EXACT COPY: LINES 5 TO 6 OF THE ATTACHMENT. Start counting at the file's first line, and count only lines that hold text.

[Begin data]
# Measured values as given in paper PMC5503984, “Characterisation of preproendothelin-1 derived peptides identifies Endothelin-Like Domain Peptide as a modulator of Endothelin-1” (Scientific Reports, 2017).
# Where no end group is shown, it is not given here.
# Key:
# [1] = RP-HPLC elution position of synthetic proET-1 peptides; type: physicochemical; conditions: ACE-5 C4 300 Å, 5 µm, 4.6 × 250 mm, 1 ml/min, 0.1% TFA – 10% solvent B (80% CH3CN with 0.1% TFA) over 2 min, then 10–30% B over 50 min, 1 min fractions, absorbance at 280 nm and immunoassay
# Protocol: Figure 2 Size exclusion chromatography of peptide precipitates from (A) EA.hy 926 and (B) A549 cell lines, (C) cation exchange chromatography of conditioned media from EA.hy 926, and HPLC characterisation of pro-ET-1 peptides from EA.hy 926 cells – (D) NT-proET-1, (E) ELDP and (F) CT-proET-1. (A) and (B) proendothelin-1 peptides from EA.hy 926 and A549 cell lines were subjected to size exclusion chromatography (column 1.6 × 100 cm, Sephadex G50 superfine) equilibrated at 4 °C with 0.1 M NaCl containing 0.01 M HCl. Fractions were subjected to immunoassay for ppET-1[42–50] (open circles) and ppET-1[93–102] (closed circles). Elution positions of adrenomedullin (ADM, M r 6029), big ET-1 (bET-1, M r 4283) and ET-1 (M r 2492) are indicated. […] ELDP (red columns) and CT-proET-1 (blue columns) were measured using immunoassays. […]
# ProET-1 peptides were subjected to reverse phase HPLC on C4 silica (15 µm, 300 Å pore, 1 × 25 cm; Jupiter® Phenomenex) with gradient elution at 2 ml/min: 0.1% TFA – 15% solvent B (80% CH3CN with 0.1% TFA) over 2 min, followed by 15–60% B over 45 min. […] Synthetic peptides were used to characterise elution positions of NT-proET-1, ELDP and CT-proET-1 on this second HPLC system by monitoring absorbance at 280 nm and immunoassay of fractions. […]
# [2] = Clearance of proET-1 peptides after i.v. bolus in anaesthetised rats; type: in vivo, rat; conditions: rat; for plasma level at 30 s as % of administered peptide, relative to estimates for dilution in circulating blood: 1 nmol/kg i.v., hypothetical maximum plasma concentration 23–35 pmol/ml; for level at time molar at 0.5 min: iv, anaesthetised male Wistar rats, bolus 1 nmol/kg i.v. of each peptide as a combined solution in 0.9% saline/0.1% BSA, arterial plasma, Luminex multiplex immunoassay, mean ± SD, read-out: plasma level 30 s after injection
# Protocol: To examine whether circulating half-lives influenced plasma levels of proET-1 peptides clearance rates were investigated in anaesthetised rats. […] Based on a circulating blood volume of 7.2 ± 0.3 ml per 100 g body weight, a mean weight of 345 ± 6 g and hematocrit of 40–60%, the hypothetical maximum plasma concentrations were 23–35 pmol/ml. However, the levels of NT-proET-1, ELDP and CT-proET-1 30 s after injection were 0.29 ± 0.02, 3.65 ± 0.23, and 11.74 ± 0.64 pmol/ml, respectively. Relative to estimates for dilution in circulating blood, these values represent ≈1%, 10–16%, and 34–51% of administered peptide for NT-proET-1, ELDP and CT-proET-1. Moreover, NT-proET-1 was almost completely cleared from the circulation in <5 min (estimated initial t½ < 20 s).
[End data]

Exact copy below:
# Protocol: Figure 2 Size exclusion chromatography of peptide precipitates from (A) EA.hy 926 and (B) A549 cell lines, (C) cation exchange chromatography of conditioned media from EA.hy 926, and HPLC characterisation of pro-ET-1 peptides from EA.hy 926 cells – (D) NT-proET-1, (E) ELDP and (F) CT-proET-1. (A) and (B) proendothelin-1 peptides from EA.hy 926 and A549 cell lines were subjected to size exclusion chromatography (column 1.6 × 100 cm, Sephadex G50 superfine) equilibrated at 4 °C with 0.1 M NaCl containing 0.01 M HCl. Fractions were subjected to immunoassay for ppET-1[42–50] (open circles) and ppET-1[93–102] (closed circles). Elution positions of adrenomedullin (ADM, M r 6029), big ET-1 (bET-1, M r 4283) and ET-1 (M r 2492) are indicated. […] ELDP (red columns) and CT-proET-1 (blue columns) were measured using immunoassays. […]
# ProET-1 peptides were subjected to reverse phase HPLC on C4 silica (15 µm, 300 Å pore, 1 × 25 cm; Jupiter® Phenomenex) with gradient elution at 2 ml/min: 0.1% TFA – 15% solvent B (80% CH3CN with 0.1% TFA) over 2 min, followed by 15–60% B over 45 min. […] Synthetic peptides were used to characterise elution positions of NT-proET-1, ELDP and CT-proET-1 on this second HPLC system by monitoring absorbance at 280 nm and immunoassay of fractions. […]